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With win in ALCS Game 5, Yankees might have found their stride

By Thomas Boswell
Washington Post Staff Writer
Wednesday, October 20, 2010; 11:27 PM

NEW YORK

After waiting for 39 years, Texas has truly earned its moment of ginger-ale celebration if the Rangers go to the World Series. It's just not appropriate that folks in Yankee Stadium, who've enjoyed pennant-winning parties 45 times, should get to watch their show.

So, in a sense, the Yankees merely helped extend the most compelling available script in this American League Championship Series by winning Game 5, 7-2, to send this theater disguised as baseball back to Texas for its final chapter.

Or two.

See, that's the problem. When the Yanks win, even just a game to stay alive, they always want to make it a habit. It's their nature.

Manager Joe Girardi said of his Yanks that he "saw something in their eyes" before this game and it was "determination" and guess what, "character," too. Of course, it didn't hurt that Girardi saw a dozen players who'll make $9 million to $31 million this season.

Unfortunately for their foes, the Yankees really do have determination and athletic character, plus obscene amounts of talent. That's how they got those contracts for $250 million (Alex Rodriguez), $189 million (Derek Jeter), $180 million (injured Mark Teixeira) and right on down to the paltry $161 million deal that brought CC Sabathia to New York so he could win games like this one, although he did allow 11 hits in his six victorious innings.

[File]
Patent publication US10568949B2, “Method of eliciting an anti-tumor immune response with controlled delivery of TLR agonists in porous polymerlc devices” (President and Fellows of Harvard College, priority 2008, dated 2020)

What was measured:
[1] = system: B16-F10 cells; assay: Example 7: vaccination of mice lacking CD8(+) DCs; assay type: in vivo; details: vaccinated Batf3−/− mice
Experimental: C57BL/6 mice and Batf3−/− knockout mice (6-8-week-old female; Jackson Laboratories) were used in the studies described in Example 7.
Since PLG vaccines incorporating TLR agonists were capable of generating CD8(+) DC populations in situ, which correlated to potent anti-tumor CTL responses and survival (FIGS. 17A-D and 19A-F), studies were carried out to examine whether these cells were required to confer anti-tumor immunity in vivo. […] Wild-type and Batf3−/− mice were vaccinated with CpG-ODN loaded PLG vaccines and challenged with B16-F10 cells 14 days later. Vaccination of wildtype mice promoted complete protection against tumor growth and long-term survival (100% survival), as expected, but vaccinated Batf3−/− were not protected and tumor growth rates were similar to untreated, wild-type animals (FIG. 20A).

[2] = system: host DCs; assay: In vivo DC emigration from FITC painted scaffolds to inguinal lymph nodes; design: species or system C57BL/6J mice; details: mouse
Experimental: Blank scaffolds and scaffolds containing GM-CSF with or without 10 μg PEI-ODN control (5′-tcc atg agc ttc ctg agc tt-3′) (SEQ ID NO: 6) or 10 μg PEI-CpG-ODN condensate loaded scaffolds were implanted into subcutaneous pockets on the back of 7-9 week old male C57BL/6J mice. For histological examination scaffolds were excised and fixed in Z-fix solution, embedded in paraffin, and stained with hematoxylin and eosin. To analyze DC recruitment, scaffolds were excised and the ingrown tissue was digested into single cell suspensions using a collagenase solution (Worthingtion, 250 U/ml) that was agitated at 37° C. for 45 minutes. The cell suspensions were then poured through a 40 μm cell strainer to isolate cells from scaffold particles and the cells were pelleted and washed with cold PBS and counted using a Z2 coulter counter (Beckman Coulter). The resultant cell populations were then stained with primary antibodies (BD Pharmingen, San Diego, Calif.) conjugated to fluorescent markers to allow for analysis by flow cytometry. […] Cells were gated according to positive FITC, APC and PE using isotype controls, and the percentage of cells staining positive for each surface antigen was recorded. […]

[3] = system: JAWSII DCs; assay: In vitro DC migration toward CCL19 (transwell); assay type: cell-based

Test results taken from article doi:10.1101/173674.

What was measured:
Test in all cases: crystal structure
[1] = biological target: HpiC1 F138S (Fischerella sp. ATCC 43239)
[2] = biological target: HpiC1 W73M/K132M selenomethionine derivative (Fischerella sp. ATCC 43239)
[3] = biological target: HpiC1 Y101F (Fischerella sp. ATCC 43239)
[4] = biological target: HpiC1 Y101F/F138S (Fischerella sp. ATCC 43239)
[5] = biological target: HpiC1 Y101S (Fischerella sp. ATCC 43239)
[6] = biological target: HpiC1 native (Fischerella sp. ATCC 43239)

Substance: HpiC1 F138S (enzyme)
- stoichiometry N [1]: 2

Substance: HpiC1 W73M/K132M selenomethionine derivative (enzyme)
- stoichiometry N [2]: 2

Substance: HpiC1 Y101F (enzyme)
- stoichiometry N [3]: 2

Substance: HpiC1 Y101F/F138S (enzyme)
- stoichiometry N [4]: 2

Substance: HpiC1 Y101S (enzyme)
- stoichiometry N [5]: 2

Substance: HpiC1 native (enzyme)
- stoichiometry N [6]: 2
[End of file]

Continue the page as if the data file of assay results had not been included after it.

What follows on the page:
If the Rangers actually do shock baseball and reach the World Series after winning only 90 games, tied for eighth best in the game with San Diego, a team that didn't make the playoffs, then they are going to get full credit now. Because the Yankees are awake.

"We have not played particularly well in this series, to say the least," Girardi said. "I've talked all year about how resilient this team is. I told them we've won three in a row before this season. . . . It was just nice to go out and play a good game. There is a feeling of confidence."

This is the kind of game when a staggered champion can get its feet under it and watch its slumping hitters find their timing. Cold Curtis Granderson had a single, double and homer. Nick Swisher, who's looked lost in nearly 100 plate appearances in a dismal postseason career, conked a long home run to left field off Texas loser C.J. Wilson. The Rangers' lefty was wild early, issuing two walks that scored, then found too much of the plate, giving up back-to-back homers to Swisher and scalding Robinson Cano.

After losing their three previous games of this series by a stunning combined score of 25-5, the Yankees regained some dignity. But have they actually done even more than that?

There's only one problem with this quixotic and, to many fans, intoxicating idea of Texas beating the Yanks to reach its first World Series in the 50-season history of the franchise going back to its birth as the expansion Washington Senators in '61. As the Rangers reminded us in this game, they aren't a terribly good team.

Oh, they're a nice club. Their team speed, combined with the best team batting average in the game, means that they can play little ball with anybody. They have normal power for a playoff team and lots of lefty pitching to annoy the Bombers.